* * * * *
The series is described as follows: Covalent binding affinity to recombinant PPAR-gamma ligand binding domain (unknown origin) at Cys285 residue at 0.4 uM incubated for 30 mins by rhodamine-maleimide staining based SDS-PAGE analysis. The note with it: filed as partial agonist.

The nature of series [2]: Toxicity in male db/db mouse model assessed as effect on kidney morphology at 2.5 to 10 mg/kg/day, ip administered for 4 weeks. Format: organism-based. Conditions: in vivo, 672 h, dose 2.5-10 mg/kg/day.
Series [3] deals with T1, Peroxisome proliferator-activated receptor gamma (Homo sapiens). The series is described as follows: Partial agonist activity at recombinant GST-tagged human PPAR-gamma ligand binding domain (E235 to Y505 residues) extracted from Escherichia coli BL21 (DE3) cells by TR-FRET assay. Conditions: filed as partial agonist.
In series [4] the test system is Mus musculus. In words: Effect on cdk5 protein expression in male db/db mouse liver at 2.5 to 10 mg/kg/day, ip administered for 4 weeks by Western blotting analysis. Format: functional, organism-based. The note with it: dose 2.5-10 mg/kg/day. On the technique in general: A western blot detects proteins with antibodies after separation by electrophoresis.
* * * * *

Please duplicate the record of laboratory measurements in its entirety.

The series is described as follows: Covalent binding affinity to recombinant PPAR-gamma ligand binding domain (unknown origin) at Cys285 residue at 0.4 uM incubated for 30 mins by rhodamine-maleimide staining based SDS-PAGE analysis. The note with it: filed as partial agonist.

The nature of series [2]: Toxicity in male db/db mouse model assessed as effect on kidney morphology at 2.5 to 10 mg/kg/day, ip administered for 4 weeks. Format: organism-based. Conditions: in vivo, 672 h, dose 2.5-10 mg/kg/day.
Series [3] deals with T1, Peroxisome proliferator-activated receptor gamma (Homo sapiens). The series is described as follows: Partial agonist activity at recombinant GST-tagged human PPAR-gamma ligand binding domain (E235 to Y505 residues) extracted from Escherichia coli BL21 (DE3) cells by TR-FRET assay. Conditions: filed as partial agonist.
In series [4] the test system is Mus musculus. In words: Effect on cdk5 protein expression in male db/db mouse liver at 2.5 to 10 mg/kg/day, ip administered for 4 weeks by Western blotting analysis. Format: functional, organism-based. The note with it: dose 2.5-10 mg/kg/day. On the technique in general: A western blot detects proteins with antibodies after separation by electrophoresis.